Theater & art

Stages | Terry Byrne

Kristin Chenoweth relishes the role of mentor

“I say to kids [in the master classes], if you want to be famous I can’t help. I really don’t know how to do that. If you want to be good, I can. That means work. Practice. Listen. Rest. Take care of yourself,” says Kristin Chenoweth.

Matt Doyle

“I say to kids [in the master classes], if you want to be famous I can’t help. I really don’t know how to do that. If you want to be good, I can. That means work. Practice. Listen. Rest. Take care of yourself,” says Kristin Chenoweth.

Four years ago when Tony- and Emmy award-winning actress Kristin Chenoweth donated money to the arts center in her hometown of Broken Arrow, Okla., the theater was renamed for her. That honor, says Chenoweth, made her think about her legacy, and how she wanted to be remembered.

So she connected with the artistic director to launch kids’ programs, including master classes and a summer arts camp. On April 28, Chenoweth comes to Boston to receive the “Giving Voice” award for her work with young people as part of Boston Children’s Theatre’s annual gala.

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“I am so excited,” Chenoweth says via e-mail. “They seem to be on the same page as me. It’s all about kids and how the arts changes lives.”

Chenoweth should know. She began singing in gospel choirs as a kid, then studied opera in college before shifting to musical theater. She made her Broadway debut in “Steel Pier” in 1997, and went on to win a Tony for her role as Sally in “You’re a Good Man, Charlie Brown.” She originated the role of Glinda in the smash hit “Wicked” and most recently starred on Broadway in “On the Twentieth Century.” She won her Emmy for her supporting role in the TV comedy “Pushing Daisies.”

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Whether she is voicing a character for an animated film or taking on a classic role like Cunegonde in “Candide,” Chenoweth’s soaring soprano is always combined with her rich development of the person she’s playing. She seems to disappear into a role while making it her own. Teaching that skill to aspiring actors is very straightforward, she says.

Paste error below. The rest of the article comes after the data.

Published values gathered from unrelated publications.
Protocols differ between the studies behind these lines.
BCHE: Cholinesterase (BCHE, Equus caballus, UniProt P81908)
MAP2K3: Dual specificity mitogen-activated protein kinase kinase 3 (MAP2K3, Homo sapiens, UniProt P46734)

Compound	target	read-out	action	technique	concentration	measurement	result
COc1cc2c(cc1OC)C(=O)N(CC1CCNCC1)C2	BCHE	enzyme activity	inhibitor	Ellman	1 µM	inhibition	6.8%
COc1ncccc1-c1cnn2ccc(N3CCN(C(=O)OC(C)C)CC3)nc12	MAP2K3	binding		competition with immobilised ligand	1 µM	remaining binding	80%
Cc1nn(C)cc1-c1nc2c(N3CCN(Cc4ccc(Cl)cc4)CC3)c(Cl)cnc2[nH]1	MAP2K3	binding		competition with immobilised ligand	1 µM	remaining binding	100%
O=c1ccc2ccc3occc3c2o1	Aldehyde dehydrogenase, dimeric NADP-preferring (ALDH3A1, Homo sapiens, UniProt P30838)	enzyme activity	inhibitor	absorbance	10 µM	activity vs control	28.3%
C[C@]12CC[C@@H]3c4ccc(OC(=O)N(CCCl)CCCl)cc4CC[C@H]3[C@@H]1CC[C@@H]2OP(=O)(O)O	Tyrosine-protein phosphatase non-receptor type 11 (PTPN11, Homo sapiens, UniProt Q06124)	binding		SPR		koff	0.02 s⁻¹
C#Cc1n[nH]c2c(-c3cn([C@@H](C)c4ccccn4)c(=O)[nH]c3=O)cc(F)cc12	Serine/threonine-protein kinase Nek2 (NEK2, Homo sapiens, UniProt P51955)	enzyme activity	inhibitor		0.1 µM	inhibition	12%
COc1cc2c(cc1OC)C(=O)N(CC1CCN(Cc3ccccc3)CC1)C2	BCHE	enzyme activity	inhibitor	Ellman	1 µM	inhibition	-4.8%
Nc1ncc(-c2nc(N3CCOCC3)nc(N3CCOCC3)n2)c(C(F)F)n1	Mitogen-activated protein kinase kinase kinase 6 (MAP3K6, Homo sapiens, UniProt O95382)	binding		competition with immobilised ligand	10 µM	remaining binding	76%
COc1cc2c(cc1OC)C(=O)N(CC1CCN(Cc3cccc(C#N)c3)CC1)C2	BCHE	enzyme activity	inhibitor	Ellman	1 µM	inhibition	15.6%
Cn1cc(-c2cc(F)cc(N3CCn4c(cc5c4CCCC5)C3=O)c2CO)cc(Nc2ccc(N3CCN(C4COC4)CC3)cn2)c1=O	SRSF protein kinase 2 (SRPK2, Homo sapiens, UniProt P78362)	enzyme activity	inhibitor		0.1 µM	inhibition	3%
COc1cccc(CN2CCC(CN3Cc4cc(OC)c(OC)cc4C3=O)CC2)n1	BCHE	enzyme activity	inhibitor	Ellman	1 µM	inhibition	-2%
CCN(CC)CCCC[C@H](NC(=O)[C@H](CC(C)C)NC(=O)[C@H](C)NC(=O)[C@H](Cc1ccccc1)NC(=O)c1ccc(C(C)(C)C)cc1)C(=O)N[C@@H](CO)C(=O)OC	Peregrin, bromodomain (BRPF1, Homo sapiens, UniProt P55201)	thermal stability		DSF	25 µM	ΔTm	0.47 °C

“I’m all about character,” she says. “Whether it means ‘disappear’ into that part or ‘become’ that role, it means the same to me. Know everything about your character: how they stand. Sit. Drink. Walk. Think. What do they want? Need. Who are their friends?”

Show business is a tough career path to follow, and even though Chenoweth has had a steady string of successes, she says there’s no way around rejection.

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“All I can do is my best and pray and have fun,” she says. “I say to kids [in the master classes], if you want to be famous, I can’t help. I really don’t know how to do that. If you want to be good, I can. That means work. Practice. Listen. Rest. Take care of yourself.”

Chenoweth says she hopes aspiring actors look at some of her previous work, like “Candide” or “The Apple Tree,” and think about how they can put their own stamp on a classic role. “I never think of them as revivals,” she says. “Only that I’m creating something with a director and the cast.”

While Chenoweth leads the master classes back home, it’s the summer camp that excites her most.

“Participating in any kind of camp makes you a better person, as well as a better artist,” she says. “You learn how to be a team player and to appreciate others and what their gifts are.

“And mostly through it all,” she says, “have fun. If it ain’t fun don’t do it.”

A memoir from Epstein

Legendary actor Alvin Epstein made his Broadway debut opposite Marcel Marceau, originated the role of Lucky in the New York debut of Samuel Beckett’s “Waiting for Godot,” and played the Fool to Orson Welles’s King Lear, all in the same year. Now he has gathered tales from his seven-decade career into a book, “Dressing Room Stories: The Making of an Artist.” As told to fellow actor Jonathan Fried, the book captures the longtime American Repertory Theater resident actor’s astonishingly wide-ranging stage career, along with side trips into the sweet, personal stories that helped to shape and inspire him. He recalls playing the Goldberg Variations on a piano in an abandoned German home as defeated German soldiers stumbled by, seeing Welles’s false nose fly into the air when he smashed into a steel tower for lighting equipment, and meeting an intern named Barbra Streisand who made coffee and swept up after “Endgame.” “Dressing Room Stories” is available from Amazon for $15.

GIVING VOICE GALA

A benefit for Boston Children’s Theatre honoring Kristin Chenoweth, at WGBH studios, Brighton, April 28. Tickets: $150, $500 for reception with Chenoweth. 617-424-6634, www.bostonchildrenstheatre.org

Terry Byrne can be reached at trbyrne@aol.com.
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